How to choose the best color temperature?
Two white lights can be completely different. Surely you have noticed when, after replacing a fused light bulb (something less and less frequent thanks to LED lighting), you have perceived the room differently. It is because you have placed a bulb, also white and of the same power, but with different color temperature.
The color temperature could be defined as the sensation that the human eye perceives about a light, being warm if the amber prevails or cold color if the blue predominates. This measurement only applies to white light and is technically defined as the “color printing at certain temperatures of a perfect black body radiator”, according to the guide of the Federation of European Luminaires and Components Associations for Luminaires. The concept is simpler than it seems.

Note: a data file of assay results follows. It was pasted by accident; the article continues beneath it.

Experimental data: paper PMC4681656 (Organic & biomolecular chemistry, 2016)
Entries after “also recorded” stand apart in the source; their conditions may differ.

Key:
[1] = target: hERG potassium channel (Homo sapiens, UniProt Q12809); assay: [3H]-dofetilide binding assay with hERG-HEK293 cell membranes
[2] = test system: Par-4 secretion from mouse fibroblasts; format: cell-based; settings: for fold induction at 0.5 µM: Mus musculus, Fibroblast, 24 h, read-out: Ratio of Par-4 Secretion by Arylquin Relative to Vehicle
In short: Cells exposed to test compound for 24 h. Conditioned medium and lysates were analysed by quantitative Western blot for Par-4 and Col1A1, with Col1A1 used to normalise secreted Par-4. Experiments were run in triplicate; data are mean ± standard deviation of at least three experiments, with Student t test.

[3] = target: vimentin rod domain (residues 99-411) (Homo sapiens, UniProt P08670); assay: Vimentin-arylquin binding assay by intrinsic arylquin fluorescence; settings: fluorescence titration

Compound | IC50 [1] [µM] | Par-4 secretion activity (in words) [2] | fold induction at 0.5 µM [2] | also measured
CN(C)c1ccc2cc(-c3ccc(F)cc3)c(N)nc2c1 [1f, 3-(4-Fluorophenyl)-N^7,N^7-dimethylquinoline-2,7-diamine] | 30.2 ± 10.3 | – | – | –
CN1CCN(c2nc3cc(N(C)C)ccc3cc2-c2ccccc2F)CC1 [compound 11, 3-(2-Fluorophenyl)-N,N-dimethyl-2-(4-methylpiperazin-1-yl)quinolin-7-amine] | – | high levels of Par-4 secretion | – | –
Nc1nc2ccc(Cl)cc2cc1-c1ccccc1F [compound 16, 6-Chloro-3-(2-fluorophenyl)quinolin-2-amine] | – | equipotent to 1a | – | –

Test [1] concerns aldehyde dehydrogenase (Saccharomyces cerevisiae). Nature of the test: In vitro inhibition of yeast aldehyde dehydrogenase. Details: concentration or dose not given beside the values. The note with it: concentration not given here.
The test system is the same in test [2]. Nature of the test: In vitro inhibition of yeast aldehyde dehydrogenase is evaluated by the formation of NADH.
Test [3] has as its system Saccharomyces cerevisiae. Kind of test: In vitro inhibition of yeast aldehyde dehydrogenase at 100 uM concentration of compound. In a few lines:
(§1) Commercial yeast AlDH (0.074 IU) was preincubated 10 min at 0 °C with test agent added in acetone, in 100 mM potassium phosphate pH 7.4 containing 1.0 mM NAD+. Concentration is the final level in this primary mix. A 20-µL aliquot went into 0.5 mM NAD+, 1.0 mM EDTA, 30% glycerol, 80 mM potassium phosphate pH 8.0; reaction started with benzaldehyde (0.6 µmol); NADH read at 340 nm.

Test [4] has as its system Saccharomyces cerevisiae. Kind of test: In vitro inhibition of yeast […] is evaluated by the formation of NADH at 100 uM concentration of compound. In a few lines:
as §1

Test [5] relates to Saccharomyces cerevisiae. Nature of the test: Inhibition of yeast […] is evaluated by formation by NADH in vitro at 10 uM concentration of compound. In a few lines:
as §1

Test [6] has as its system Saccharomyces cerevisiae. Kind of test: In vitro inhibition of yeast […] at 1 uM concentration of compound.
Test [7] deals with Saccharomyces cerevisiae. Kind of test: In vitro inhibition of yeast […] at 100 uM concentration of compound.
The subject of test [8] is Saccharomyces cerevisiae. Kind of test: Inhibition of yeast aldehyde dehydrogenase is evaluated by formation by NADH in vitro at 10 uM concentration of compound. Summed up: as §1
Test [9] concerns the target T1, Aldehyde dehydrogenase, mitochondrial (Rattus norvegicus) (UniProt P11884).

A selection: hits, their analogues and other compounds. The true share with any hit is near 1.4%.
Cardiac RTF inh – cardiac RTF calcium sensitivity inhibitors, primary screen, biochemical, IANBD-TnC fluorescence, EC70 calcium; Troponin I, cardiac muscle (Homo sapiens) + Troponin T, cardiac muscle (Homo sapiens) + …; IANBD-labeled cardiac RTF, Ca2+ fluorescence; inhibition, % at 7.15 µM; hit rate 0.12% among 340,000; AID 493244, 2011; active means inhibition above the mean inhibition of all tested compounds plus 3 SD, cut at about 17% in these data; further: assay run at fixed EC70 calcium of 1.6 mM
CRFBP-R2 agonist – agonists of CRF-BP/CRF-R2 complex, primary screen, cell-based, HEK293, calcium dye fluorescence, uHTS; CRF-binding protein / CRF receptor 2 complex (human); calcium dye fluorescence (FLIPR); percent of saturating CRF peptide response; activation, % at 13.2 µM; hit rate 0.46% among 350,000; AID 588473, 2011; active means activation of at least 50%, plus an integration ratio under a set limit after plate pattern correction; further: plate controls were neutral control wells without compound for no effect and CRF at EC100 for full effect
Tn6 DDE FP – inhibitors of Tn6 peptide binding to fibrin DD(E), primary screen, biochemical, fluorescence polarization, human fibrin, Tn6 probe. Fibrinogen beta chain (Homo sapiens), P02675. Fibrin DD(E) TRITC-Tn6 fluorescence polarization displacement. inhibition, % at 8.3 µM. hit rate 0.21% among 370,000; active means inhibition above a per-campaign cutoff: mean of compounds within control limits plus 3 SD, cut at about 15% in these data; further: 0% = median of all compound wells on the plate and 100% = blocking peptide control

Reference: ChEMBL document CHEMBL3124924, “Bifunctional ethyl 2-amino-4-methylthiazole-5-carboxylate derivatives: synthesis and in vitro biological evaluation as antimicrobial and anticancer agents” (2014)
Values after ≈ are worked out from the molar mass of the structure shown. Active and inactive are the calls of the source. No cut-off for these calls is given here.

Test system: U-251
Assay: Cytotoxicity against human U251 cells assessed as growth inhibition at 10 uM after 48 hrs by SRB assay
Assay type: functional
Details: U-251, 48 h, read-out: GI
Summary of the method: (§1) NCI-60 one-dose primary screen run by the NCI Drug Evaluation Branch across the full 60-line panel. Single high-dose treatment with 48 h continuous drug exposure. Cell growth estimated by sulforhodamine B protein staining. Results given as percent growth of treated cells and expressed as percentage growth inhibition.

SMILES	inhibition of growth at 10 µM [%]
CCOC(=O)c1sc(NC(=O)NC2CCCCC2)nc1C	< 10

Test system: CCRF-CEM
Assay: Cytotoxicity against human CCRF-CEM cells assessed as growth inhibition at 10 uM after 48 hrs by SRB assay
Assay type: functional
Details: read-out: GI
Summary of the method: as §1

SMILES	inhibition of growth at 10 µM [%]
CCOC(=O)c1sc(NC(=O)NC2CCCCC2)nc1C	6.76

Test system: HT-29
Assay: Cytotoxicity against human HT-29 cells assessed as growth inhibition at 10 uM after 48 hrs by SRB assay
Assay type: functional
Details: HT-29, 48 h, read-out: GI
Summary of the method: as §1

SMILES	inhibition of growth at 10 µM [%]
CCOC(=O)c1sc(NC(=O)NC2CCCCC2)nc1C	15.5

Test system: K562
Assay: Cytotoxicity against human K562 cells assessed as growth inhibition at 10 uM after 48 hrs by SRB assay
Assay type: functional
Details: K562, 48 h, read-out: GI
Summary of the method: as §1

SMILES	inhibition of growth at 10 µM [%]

Think of an incandescent iron that is getting more and more heat. When its temperature is about 1,000 K (Kelvin degrees) it takes on a reddish hue. If the temperature rises to between 2,000 and 3,000 K its color turns yellowish. At 4,000 K its tone is neutral white and between 5,000 and 7,000 K cold white. However, when we speak of light, “temperature” is only a relative measure: it has nothing to do with physical heat but with the sensation it produces in the human eye.